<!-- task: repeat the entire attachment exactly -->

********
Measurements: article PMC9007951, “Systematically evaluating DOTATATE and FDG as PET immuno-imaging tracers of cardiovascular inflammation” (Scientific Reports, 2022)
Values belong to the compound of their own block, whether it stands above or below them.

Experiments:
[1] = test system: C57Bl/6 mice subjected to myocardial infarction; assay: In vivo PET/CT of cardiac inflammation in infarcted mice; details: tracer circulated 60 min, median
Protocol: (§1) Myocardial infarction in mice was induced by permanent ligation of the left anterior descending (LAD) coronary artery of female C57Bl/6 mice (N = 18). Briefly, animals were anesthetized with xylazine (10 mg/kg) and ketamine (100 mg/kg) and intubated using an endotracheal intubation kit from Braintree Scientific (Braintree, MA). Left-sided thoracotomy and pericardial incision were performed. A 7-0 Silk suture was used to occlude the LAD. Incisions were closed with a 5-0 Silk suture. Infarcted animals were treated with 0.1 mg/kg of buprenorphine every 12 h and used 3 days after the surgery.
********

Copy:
Measurements: article PMC9007951, “Systematically evaluating DOTATATE and FDG as PET immuno-imaging tracers of cardiovascular inflammation” (Scientific Reports, 2022)
Values belong to the compound of their own block, whether it stands above or below them.

Experiments:
[1] = test system: C57Bl/6 mice subjected to myocardial infarction; assay: In vivo PET/CT of cardiac inflammation in infarcted mice; details: tracer circulated 60 min, median
Protocol: (§1) Myocardial infarction in mice was induced by permanent ligation of the left anterior descending (LAD) coronary artery of female C57Bl/6 mice (N = 18). Briefly, animals were anesthetized with xylazine (10 mg/kg) and ketamine (100 mg/kg) and intubated using an endotracheal intubation kit from Braintree Scientific (Braintree, MA). Left-sided thoracotomy and pericardial incision were performed. A 7-0 Silk suture was used to occlude the LAD. Incisions were closed with a 5-0 Silk suture. Infarcted animals were treated with 0.1 mg/kg of buprenorphine every 12 h and used 3 days after the surgery.